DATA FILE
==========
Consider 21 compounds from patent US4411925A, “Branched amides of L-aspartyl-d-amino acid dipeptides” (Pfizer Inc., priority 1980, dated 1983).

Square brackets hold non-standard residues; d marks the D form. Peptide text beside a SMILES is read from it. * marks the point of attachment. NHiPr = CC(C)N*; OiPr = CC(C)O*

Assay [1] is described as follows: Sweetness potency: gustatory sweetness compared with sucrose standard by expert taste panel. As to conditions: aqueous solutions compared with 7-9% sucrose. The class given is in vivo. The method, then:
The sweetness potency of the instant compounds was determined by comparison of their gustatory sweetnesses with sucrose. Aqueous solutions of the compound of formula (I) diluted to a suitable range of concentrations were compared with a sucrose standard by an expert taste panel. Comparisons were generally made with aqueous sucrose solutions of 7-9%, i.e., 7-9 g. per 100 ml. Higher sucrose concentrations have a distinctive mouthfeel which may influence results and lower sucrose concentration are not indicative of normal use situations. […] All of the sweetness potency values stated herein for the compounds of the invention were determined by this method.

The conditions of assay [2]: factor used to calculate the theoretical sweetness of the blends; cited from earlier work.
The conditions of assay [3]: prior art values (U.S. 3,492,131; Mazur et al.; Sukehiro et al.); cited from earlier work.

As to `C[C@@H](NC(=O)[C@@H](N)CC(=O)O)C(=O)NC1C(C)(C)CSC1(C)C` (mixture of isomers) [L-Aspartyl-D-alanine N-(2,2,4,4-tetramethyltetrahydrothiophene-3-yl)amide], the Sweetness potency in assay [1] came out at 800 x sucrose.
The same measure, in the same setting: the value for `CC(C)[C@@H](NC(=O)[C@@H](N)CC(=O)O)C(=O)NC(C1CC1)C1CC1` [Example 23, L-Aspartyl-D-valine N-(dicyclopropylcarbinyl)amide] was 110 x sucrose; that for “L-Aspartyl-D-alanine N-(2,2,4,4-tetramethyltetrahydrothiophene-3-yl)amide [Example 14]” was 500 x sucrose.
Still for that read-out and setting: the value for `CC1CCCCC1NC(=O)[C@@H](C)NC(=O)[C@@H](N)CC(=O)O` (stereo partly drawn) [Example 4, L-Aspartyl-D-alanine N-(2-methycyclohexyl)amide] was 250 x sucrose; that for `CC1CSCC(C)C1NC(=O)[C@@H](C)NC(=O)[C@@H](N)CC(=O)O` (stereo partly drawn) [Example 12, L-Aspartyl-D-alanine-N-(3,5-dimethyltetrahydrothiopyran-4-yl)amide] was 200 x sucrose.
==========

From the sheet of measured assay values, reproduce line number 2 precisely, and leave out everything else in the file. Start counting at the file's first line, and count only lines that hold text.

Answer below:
Square brackets hold non-standard residues; d marks the D form. Peptide text beside a SMILES is read from it. * marks the point of attachment. NHiPr = CC(C)N*; OiPr = CC(C)O*